Following on from Greco-Roman myth, newer myths spoke of fully divine beings. In the Christian faith, Jesus Christ is considered God incarnate. After Christ’s ascension to heaven, there came the Paraclete, the holy spirit descended and took its place in ordinary human beings.

With the holy spirit comes the notion that God, or at least an aspect of God, dwells within each of us. In eastern philosophy, there is an even broader concept, that of the Atman, which resides in every living being.

Just as the gods did not initially aspire to be human, we humans didn’t aspire to be gods. In ancient Greece, such an aspiration was considered hubris and was thought to be fiercely punished in the afterlife. In Greek times, when one died, one's soul passed into the underworld, to the realm of Hades. In Christianity, one may ascend to the heavens instead.

In the western tradition, it was Plato who first suggested that we should aspire toward the heavens. Given that we had a small spark of the divine mind in each of us, Plato figured that the heavens were within our reach. This was the beginning of spirituality. Despite having lived 300 years earlier than Christ, the Church father Augustine considered Plato to be the first Christian. The aspiration toward the heavens is central to the Christian myth.

Following the god’s trajectory from elemental to animalistic and then anthropomorphic, as well the progression from semi-divine to a fully divine being, the next logical step would be for the gods to seen as being embodied in an ordinary individual. This is exactly what has transpired. The gods have fallen out of the heavens and into human hearts. No longer on top of Mount Olympus, the new abode for the gods is deemed to be the collective unconscious. Redefined as the archetypes of the collective unconscious, the god of old exist within each of us.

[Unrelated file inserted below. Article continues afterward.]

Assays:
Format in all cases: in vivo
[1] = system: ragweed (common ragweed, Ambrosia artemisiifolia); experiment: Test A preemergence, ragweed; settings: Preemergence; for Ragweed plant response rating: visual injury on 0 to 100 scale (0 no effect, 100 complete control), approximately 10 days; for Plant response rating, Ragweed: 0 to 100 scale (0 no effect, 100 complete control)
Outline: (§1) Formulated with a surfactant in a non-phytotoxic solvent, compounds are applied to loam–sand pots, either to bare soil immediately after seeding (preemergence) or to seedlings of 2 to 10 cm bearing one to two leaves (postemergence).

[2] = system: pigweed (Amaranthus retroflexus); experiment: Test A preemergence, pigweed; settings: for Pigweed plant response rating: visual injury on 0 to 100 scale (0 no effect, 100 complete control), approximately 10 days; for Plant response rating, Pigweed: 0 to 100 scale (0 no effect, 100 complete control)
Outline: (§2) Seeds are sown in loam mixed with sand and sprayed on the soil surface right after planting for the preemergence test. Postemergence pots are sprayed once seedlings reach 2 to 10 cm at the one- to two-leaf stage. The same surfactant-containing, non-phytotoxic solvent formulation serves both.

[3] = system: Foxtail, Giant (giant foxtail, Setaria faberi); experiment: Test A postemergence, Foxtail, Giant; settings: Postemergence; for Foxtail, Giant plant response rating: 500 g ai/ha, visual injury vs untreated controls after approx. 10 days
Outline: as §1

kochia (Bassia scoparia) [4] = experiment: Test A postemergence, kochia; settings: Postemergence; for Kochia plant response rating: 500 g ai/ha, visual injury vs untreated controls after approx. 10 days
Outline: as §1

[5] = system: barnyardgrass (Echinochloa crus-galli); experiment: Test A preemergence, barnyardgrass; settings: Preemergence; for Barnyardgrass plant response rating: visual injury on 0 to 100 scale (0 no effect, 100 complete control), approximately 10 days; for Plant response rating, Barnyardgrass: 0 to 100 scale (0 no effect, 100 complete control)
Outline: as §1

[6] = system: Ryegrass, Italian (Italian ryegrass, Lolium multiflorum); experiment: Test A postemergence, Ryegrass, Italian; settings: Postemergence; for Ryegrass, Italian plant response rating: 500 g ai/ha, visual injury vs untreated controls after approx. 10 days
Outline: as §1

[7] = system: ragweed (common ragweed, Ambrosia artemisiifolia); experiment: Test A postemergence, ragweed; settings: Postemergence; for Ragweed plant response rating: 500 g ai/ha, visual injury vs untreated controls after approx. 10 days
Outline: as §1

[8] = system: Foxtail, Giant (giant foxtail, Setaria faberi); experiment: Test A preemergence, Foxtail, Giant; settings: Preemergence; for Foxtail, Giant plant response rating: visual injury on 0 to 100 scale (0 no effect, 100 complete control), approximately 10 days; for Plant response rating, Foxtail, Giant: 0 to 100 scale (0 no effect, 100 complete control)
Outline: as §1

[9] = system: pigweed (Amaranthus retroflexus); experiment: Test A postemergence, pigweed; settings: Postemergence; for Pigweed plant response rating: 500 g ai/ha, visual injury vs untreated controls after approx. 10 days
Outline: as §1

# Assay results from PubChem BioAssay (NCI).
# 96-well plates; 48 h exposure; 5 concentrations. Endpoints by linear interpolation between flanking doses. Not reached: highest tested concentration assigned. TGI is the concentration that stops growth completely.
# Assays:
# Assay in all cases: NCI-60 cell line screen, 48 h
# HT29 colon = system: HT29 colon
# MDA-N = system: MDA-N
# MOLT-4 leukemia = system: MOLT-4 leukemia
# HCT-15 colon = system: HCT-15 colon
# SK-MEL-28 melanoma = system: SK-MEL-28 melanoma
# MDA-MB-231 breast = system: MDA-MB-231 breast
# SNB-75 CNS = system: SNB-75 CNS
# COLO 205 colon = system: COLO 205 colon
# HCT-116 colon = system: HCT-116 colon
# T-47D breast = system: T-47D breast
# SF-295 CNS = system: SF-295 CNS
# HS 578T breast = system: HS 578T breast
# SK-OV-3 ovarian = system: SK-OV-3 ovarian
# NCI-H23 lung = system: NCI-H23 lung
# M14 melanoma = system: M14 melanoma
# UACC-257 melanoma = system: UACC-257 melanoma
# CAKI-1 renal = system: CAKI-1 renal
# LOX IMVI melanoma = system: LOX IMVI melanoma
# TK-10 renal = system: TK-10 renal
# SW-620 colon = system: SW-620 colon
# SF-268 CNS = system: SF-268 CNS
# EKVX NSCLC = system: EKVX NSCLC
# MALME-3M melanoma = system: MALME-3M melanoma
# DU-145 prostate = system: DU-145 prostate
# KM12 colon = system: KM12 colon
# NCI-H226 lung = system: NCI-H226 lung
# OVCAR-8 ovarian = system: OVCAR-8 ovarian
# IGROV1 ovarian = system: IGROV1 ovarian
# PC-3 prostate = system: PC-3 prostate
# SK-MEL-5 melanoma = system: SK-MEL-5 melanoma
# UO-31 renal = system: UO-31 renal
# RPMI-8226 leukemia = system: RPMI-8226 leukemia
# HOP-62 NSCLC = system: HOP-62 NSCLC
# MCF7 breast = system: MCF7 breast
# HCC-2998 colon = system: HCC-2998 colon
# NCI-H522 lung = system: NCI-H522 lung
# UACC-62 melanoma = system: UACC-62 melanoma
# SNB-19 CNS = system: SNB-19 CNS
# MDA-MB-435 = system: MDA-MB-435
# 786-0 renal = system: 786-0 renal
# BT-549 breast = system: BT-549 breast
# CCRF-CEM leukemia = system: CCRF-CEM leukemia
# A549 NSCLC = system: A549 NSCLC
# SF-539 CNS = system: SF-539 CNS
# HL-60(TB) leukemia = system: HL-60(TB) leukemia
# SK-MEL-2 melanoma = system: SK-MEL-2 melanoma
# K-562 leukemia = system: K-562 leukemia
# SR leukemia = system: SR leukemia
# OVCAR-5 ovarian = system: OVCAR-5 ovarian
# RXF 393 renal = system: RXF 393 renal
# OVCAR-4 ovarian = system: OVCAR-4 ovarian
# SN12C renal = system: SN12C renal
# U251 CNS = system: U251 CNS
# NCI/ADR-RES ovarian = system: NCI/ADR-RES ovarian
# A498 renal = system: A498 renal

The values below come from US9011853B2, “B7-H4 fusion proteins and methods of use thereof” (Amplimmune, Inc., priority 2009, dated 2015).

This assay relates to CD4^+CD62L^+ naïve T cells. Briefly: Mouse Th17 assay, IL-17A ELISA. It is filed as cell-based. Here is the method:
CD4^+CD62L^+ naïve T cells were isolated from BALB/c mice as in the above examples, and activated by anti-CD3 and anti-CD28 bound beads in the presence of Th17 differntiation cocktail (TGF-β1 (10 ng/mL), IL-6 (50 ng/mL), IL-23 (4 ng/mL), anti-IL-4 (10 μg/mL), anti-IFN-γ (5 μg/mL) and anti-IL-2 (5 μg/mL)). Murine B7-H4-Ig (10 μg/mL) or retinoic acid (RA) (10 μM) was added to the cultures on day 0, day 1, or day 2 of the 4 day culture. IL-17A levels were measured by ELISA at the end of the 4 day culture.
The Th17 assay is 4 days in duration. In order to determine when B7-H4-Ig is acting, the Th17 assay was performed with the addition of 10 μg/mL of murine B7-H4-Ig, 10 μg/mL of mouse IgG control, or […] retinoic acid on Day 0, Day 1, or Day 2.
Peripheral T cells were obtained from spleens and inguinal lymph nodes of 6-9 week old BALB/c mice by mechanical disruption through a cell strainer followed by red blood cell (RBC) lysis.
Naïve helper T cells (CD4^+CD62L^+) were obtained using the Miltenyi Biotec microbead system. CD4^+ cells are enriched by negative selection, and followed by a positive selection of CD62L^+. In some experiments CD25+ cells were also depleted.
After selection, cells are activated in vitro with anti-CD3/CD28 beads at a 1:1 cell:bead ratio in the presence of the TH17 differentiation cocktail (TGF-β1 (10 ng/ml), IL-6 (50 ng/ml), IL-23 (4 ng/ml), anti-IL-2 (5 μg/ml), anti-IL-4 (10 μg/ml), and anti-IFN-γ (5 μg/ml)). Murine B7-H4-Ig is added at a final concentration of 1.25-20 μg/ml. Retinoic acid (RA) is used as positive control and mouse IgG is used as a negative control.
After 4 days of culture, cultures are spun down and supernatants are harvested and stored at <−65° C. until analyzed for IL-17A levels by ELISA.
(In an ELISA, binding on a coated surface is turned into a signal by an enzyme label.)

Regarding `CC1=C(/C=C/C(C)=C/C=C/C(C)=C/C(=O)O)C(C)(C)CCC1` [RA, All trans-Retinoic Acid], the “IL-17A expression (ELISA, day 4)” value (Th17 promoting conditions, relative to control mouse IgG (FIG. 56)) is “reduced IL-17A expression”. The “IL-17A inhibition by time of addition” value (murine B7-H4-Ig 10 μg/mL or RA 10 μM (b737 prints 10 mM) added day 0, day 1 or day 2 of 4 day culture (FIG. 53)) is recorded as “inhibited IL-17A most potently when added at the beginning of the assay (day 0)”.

Far from dormant and disinterested, these archetypes seek to be made conscious. It’s as if the gods want in, not only to our unconscious psyche, but also our conscious psyche. The gods seek human expression, they seek to incarnate, to be embodied.

Just as we reach for the archetypal realm, or the gods, the archetypes appear to reach toward our human consciousness. In this quest for consciousness, the archetypes will force themselves us. These are powerful drives, far more powerful than our spiritual aspirations, which tend to be somewhat lazy. Rather than knocking on their door, they knock on our door. And often knock the door down, doing whatever is required to win our attention.

More so than we reach for the gods, the gods reach out for us. This is rarely a pleasant experience. The gods do not just shine brightly. When we honour an archetype, we receive its blessing. When we ignore an archetype, however, we find ourselves cursed and tormented.

Jung’s view was that the gods have become our diseases. Without Apollo, the sun-god, onside, we lose our sense of purpose. The light in our life goes out. If we fail to honour the mother archetype, we are left feeling abandoned and unloved.  Without Mars, the god of war, we feel weak and defenceless.

The gods are always with us. With an archetypal eye, they may be seen walking the streets. Archetypal psychology allows us to recognise the gods in our fate and world events, in relationship dynamics or in our addictions and physical ailments. Instead of having the gods force themselves upon us, ideally, we would make the effort to proactively engage the archetypes. Here we may look to our dreams and creative play. By exploring our inner world, we meet the gods at a level where they are not yet problematic.

If one is going to confront an archetype, it is better to face such a battle within one’s dreams and psyche, rather than outwardly in one’s life. Curiously, as one honours the archetypes within, any issues in one’s outer life appear to resolve themselves. When we care for the psyche, the psyche cares for us.